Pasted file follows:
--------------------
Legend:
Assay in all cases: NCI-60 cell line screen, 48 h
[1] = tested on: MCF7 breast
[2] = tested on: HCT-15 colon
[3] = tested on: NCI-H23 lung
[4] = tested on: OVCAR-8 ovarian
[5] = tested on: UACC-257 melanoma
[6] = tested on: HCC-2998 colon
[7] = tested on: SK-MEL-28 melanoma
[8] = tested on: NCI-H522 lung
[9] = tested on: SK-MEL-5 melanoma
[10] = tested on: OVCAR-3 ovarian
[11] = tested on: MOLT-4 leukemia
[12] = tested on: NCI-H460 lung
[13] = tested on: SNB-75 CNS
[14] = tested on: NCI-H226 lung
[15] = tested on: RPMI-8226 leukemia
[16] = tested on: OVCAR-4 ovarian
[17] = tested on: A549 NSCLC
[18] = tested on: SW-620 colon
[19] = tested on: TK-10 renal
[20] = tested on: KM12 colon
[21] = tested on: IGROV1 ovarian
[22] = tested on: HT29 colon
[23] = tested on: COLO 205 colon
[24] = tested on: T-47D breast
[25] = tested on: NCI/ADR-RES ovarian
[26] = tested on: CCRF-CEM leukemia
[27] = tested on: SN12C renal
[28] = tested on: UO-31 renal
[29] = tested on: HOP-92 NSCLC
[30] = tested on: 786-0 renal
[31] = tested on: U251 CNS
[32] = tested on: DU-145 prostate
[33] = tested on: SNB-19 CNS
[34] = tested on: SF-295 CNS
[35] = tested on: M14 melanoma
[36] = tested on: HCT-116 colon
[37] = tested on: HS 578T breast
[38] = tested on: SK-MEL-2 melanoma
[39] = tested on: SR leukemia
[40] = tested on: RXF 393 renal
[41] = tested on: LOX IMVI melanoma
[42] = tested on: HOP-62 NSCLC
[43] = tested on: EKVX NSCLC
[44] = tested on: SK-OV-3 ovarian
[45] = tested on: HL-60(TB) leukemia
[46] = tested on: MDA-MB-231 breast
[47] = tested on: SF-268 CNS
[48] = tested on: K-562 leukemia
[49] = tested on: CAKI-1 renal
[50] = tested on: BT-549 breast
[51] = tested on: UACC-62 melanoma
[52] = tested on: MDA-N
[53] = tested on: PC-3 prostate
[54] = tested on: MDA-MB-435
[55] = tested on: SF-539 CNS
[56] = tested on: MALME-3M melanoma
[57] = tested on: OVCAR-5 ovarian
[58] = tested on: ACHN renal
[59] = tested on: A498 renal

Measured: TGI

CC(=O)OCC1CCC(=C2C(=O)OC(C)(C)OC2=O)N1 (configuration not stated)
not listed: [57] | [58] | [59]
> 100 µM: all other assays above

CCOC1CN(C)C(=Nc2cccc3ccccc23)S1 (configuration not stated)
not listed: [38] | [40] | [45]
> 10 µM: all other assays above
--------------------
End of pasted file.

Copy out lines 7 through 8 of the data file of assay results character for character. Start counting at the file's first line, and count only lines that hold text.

[5] = tested on: UACC-257 melanoma
[6] = tested on: HCC-2998 colon